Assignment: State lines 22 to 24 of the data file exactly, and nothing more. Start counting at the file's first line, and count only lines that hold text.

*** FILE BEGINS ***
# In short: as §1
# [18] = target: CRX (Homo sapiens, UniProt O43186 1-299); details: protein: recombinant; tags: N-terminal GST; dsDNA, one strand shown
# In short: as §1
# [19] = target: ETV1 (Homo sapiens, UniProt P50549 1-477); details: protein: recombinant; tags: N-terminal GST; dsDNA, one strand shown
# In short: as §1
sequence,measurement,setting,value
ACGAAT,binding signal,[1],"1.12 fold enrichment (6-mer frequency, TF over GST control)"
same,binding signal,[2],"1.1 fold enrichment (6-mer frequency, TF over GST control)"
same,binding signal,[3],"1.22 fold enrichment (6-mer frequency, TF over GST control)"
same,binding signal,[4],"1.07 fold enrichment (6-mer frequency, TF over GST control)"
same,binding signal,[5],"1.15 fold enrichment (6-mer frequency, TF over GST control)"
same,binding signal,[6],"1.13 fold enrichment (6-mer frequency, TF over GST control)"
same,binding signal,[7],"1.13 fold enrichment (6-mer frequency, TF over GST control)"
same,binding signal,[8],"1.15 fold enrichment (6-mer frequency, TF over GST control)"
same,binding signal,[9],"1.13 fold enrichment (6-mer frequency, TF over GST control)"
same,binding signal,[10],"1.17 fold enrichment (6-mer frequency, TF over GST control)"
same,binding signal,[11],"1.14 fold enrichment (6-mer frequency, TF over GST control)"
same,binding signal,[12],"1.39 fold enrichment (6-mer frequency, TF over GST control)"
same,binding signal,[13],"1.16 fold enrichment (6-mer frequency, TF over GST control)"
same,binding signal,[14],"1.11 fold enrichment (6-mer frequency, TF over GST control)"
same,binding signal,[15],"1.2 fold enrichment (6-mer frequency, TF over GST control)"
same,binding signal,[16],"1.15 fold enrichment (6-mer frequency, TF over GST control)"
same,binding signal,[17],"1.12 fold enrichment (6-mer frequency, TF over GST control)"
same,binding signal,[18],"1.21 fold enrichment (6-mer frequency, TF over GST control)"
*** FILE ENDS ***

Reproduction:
same,binding signal,[16],"1.15 fold enrichment (6-mer frequency, TF over GST control)"
same,binding signal,[17],"1.12 fold enrichment (6-mer frequency, TF over GST control)"
same,binding signal,[18],"1.21 fold enrichment (6-mer frequency, TF over GST control)"